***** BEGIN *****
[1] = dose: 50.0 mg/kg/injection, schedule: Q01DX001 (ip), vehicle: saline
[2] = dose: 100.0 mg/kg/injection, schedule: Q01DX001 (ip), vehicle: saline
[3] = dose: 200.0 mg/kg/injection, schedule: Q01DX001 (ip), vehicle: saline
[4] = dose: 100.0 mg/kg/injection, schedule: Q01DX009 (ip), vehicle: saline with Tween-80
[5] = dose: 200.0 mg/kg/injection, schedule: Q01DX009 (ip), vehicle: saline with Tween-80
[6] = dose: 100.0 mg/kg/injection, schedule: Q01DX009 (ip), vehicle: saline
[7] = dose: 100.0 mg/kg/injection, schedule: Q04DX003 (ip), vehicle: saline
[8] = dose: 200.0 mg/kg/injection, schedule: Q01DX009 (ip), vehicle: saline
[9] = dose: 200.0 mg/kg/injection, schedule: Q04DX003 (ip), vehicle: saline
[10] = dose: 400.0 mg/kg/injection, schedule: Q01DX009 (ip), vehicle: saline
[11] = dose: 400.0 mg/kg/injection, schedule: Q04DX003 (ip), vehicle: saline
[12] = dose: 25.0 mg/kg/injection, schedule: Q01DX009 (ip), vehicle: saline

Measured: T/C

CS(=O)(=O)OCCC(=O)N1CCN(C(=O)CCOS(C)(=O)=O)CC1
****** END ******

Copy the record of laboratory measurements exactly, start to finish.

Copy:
[1] = dose: 50.0 mg/kg/injection, schedule: Q01DX001 (ip), vehicle: saline
[2] = dose: 100.0 mg/kg/injection, schedule: Q01DX001 (ip), vehicle: saline
[3] = dose: 200.0 mg/kg/injection, schedule: Q01DX001 (ip), vehicle: saline
[4] = dose: 100.0 mg/kg/injection, schedule: Q01DX009 (ip), vehicle: saline with Tween-80
[5] = dose: 200.0 mg/kg/injection, schedule: Q01DX009 (ip), vehicle: saline with Tween-80
[6] = dose: 100.0 mg/kg/injection, schedule: Q01DX009 (ip), vehicle: saline
[7] = dose: 100.0 mg/kg/injection, schedule: Q04DX003 (ip), vehicle: saline
[8] = dose: 200.0 mg/kg/injection, schedule: Q01DX009 (ip), vehicle: saline
[9] = dose: 200.0 mg/kg/injection, schedule: Q04DX003 (ip), vehicle: saline
[10] = dose: 400.0 mg/kg/injection, schedule: Q01DX009 (ip), vehicle: saline
[11] = dose: 400.0 mg/kg/injection, schedule: Q04DX003 (ip), vehicle: saline
[12] = dose: 25.0 mg/kg/injection, schedule: Q01DX009 (ip), vehicle: saline

Measured: T/C

CS(=O)(=O)OCCC(=O)N1CCN(C(=O)CCOS(C)(=O)=O)CC1